Settler Kaponga 1881–1914 — A Frontier Fragment of the Western World
It remains to give a brief roundup of some of the folk who have escaped the net of our main subheadings. We will take the ones we find by asking who made their livings by wayfaring over these years. Among them, but leaving few traces for the historian, will have been a motley collection of hawkers and tinkers. At his farewell on 23 September in discussing his failure to get a rewarding turnover, storekeeper Philip Cullen remarked:
The storekeepers were severely handicapped by travelling hawkers and canvassers going from door to door daily, picking up not only the trade but the ready cash, against which the storekeepers have not the slightest remedy at present.
That some of these itinerants camped by the roadside is evident from notes by the Star's (2/2/98) ‘Travelling Reporter’:
Two travelling pedlars camping on the road left a fire burning (though warned by a settler) with the result that the wind soon fanned it into a blaze … However, it was fortunately discovered, and with the aid of milk carts and cans of water the fire was extinguished.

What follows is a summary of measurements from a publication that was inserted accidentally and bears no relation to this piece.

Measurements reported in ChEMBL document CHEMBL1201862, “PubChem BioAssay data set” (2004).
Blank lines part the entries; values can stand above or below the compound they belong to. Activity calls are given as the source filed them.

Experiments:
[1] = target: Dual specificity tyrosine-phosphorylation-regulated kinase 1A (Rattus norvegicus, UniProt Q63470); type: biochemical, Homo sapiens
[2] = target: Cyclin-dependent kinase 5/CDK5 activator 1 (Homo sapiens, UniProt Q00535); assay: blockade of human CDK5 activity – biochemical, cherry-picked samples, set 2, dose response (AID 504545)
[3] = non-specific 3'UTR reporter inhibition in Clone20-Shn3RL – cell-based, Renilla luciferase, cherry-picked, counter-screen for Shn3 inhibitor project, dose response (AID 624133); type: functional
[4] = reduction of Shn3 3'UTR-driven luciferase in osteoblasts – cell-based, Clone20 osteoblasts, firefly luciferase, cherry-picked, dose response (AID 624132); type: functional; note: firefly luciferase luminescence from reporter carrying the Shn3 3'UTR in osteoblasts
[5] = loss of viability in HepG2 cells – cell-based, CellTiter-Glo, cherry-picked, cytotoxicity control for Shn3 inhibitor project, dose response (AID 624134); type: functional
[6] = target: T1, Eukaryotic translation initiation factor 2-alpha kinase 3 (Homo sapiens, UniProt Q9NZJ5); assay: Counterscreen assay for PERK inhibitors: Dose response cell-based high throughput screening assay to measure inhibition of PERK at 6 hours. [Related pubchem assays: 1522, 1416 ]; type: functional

At the other end of the social scale professional men such as Dr George Harrison of Eltham and Hawera dentist A.C. Atkinson were bowling along the roads to Kaponga by 1897. Harrison had a surgery there, which Atkinson also used each Friday for a time, but later moved to the chemist's premises.45 Also commuting along Eltham Road was J.W. Middleton (Lincoln's Inn, London), who from 1894 on advertised as ‘Barrister and Solicitor, Eltham and Kaponga’. Bushfellers, grass seed harvesters and farm labourers seeking work continued to move through the district, though in decreasing numbers as the dairy industry soaked up labour. Maintaining and improving the roads themselves were the roadmen, stonebreakers and road and bridge contractors—all in short supply once the good years came. And making their livings from their daily grinding over these roads were Kaponga's carriers and carters. Those listed by Wise's during the decade were G.B. Bradford, William Melville, Oliver Robinson and William Vincent. In April 1894 James Hawke bought out Oliver Robinson's ‘turn-out’ and began running a regular express service between Eltham station and Kaponga. By the following month he was calling his vehicle a coach and running the service four days a week, delivering the Star on his way. Passing through Kaponga along Eltham Road there were also the drivers of an increasing schedule of coach services running further to the west. By 1897 there was a daily Eltham-Kaponga-Awatuna coach. In May 1899 this service began to run right through to Opunake.46